Unsolicited Advice is Rarely Appreciated

I recently received an unsolicited e-mail message from a man named Chris.  The message stated:

I watched the “video for International Networking Week and… I found it personally offensive and amateurish.  I just thought you would like some feedback.  Consider that when you make your presentation on the Today Show [next week].”

OK, so I should begin by saying – I don’t know Chris.  I’ve never met him and have never talked to him.  Why he would feel compelled to send me such a ‘pleasant’ communication, I can’t fathom.

However, I am thankful to Chris.  I’m thankful because his e-mail message gives me an opportunity to talk a little bit about relationship networking.

Every time you communicate with someone (especially the first time) it is a chance to construct or deconstruct a relationship. This is the first time I’ve ever heard from Chris.  I’d have to say that “first contact” wasn’t very constructive.

I’m not sure what possesses people to send unsolicited criticism to someone they don’t know.  But it seems to be happening more and more in this digital world.  I can’t imagine that Chris would have the chutzpa to say this to someone if he were face-to-face with them.  However, the digital world is ripe with cyber critics who can say what they want and feel more removed from the situation via the internet (it’s possible that being outside striking distance may have something to do with that).

I went back and looked at the “offending” video.  Since Chris didn’t specify what “offended” him, I have no idea what was said that was so offensive to him.  As for “amateurish,” well, I understand that opinions are like noses, everyone has one (that’s the G-Rated version of this saying).  Despite knowing the opinion thing, I thought I should look at the video again closely.  It was shot by a professional videographer.  It had multiple camera angles, professional lighting, and even makeup (maybe that was offensive to Chris?).  I’ve had people say that this video was a bit “artsy” with the cutaways being a little distracting.  Some people didn’t like the switching between black & white and color.  At least those comments were specific and constructive.   But, amateurish – really?  I thought maybe this guy had some amazing website that would put my video to shame so I checked it out.  Ahh, rather than go to the dark side, let’s just say I wouldn’t refer him based on his website.

Here’s the bottom line:  if you want to succeed in life, make your own business better and be sparing in the way you criticize others.

I know, I know, some people just can’t help themselves.  So, if you just can’t hold back and you feel compelled to vent on some other poor unsuspecting soul, consider these four things before you press “send” on your nasty-gram:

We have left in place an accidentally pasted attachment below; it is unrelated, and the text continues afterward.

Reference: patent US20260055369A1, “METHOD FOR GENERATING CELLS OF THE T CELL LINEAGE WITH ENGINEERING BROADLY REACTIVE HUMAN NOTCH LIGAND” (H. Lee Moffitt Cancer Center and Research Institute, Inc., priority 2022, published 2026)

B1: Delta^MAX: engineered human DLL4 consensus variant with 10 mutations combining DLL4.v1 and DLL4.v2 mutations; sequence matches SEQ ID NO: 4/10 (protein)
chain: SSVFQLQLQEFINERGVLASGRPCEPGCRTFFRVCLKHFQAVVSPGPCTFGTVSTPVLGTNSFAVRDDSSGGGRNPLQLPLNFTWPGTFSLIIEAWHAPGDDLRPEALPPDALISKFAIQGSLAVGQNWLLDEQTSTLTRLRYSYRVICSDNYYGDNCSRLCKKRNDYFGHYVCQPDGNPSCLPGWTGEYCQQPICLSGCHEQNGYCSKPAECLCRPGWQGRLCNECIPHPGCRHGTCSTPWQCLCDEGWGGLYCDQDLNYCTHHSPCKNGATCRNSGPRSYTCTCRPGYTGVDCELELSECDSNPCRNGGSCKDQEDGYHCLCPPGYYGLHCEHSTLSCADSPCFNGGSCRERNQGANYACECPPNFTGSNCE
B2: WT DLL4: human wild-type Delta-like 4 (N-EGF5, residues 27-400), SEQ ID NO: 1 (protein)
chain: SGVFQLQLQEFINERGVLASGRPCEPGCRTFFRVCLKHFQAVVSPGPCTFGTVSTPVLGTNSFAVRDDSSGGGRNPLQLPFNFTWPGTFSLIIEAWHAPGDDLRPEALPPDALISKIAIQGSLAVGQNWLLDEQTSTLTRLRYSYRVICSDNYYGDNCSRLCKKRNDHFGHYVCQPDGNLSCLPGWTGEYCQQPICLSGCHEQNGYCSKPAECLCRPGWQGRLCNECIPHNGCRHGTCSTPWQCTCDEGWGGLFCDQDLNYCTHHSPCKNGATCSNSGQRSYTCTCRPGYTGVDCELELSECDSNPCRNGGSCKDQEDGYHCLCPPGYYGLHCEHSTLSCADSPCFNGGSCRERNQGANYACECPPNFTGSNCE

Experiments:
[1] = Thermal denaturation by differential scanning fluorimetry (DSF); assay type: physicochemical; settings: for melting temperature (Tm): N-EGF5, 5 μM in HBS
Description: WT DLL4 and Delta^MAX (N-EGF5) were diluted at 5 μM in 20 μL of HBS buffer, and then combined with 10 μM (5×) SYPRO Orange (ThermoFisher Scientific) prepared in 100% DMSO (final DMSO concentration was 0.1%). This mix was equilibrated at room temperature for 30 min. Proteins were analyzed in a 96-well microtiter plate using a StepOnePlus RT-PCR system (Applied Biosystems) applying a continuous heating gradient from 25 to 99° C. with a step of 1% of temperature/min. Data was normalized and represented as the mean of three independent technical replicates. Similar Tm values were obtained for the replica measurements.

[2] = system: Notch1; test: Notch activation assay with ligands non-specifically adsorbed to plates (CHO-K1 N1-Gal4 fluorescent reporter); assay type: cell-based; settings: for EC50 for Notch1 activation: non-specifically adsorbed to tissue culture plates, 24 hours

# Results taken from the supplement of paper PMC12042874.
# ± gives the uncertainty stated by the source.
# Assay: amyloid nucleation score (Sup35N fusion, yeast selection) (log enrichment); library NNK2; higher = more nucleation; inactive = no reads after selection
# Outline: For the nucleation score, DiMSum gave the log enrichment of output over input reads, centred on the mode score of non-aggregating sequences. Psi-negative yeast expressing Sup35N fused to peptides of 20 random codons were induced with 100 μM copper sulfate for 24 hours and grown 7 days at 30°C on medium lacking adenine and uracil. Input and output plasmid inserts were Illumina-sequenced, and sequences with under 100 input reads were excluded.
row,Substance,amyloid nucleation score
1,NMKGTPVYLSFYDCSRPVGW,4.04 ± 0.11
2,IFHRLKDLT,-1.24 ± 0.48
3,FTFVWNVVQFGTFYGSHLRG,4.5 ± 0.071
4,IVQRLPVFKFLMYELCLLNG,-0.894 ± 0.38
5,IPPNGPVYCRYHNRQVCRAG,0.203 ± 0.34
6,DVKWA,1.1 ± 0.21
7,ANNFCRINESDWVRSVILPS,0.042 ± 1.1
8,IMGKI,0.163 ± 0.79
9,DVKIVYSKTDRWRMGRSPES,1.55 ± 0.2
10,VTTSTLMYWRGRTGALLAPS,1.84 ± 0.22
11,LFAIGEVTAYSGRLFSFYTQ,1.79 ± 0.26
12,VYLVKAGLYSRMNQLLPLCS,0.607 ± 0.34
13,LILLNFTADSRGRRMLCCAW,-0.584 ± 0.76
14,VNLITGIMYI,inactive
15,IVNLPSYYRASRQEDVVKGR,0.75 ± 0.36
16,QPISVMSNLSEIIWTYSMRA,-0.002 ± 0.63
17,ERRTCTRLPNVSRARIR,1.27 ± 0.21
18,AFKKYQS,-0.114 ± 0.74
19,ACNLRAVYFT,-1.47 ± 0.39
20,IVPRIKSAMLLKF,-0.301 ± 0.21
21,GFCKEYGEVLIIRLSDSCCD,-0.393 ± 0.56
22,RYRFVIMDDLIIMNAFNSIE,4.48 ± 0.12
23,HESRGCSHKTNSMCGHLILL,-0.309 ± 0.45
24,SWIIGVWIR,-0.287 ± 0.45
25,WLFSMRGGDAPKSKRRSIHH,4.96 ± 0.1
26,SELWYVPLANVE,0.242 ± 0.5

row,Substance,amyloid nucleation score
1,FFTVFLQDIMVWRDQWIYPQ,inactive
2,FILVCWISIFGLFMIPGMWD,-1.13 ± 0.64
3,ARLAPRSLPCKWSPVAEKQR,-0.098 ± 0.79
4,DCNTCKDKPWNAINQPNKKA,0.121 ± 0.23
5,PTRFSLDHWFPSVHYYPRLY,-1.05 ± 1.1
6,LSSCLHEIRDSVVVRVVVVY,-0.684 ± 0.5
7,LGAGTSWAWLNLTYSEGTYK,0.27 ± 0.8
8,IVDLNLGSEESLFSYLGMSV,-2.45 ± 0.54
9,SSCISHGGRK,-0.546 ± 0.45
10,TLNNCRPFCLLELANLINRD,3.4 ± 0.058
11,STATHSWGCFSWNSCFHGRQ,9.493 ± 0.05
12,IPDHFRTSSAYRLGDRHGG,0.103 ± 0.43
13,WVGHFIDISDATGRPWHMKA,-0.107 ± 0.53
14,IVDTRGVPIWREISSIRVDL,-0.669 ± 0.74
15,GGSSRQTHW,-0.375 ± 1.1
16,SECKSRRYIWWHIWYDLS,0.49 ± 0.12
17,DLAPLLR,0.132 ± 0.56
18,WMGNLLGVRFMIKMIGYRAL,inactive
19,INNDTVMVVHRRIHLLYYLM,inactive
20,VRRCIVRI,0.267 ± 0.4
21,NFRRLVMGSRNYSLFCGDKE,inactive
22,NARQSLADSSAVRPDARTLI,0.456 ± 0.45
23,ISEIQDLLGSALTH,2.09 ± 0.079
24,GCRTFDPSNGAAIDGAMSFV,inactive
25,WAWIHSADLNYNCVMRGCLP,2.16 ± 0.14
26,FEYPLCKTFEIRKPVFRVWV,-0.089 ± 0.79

1. Is your criticism unsolicited?  Unsolicited advice (especially from people you don’t know – is rarely appreciated).
  2. Do you know the person to whom you’re sending the criticism?  If not, why are you really sending it (other than to get something off YOUR chest and put it onto their shoulders)?
  3. Whether you know them or not – is your intention to give ‘constructive’ suggestions (otherwise known as meaningful, specific, positive ideas) or just to vent?  If it’s to vent – tell a friend who loves you instead and leave the person you don’t know alone.
  4. If you send this communication – will it help construct a relationship or deconstruct a relationship?  If it’s the latter – remember Mom’s advice: if you don’t have anything good to say, say nothing at all!

No one has ever built a statue to a critic.  It’s easy to tell other people what they are doing wrong.  It’s hard to do the right thing yourself.

Have you ever had this type of experience?  If so, what did you do?  What would you add to my list above?  I’d love to hear your thoughts on this matter.


19 thoughts on “Unsolicited Advice is Rarely Appreciated

  1. Yes, I’ve had something similar recently.

    Having spent a considerable amount of time & money having a new website commissioned, someone recently ‘had a go’ online saying they hated websites that made companies appear to be much larger than they were.

    Rather than fire off a quick response, I took the time to explain that my company is in transition – moving from the sole partner accountancy practice it was to the national franchise it is becoming in 2012.

    They weren’t someone I knew, but had just assumed it was ok to publicly post their ‘professional’ opinion.

    With the openness of the web it is very easy to check out critics and their credentials.

  2. I know how you are feeling. I think it’s just comes with being everywhere.

    When your avatar(that small profile image) pops up on Twitter, Facebook, LinkedIn and on blogpost comments, and we can watch you on Youtube and hear you on podcasts, you are putting your self out there. Doing that you are shortening the distance between you and your followers. They will feel like they know you. And thats the beauty of social media.
    So when I’m getting mails with unsolicited criticism I know I’m doing the right thing. With that in mind it’s very easy for me to tacle and respond politely.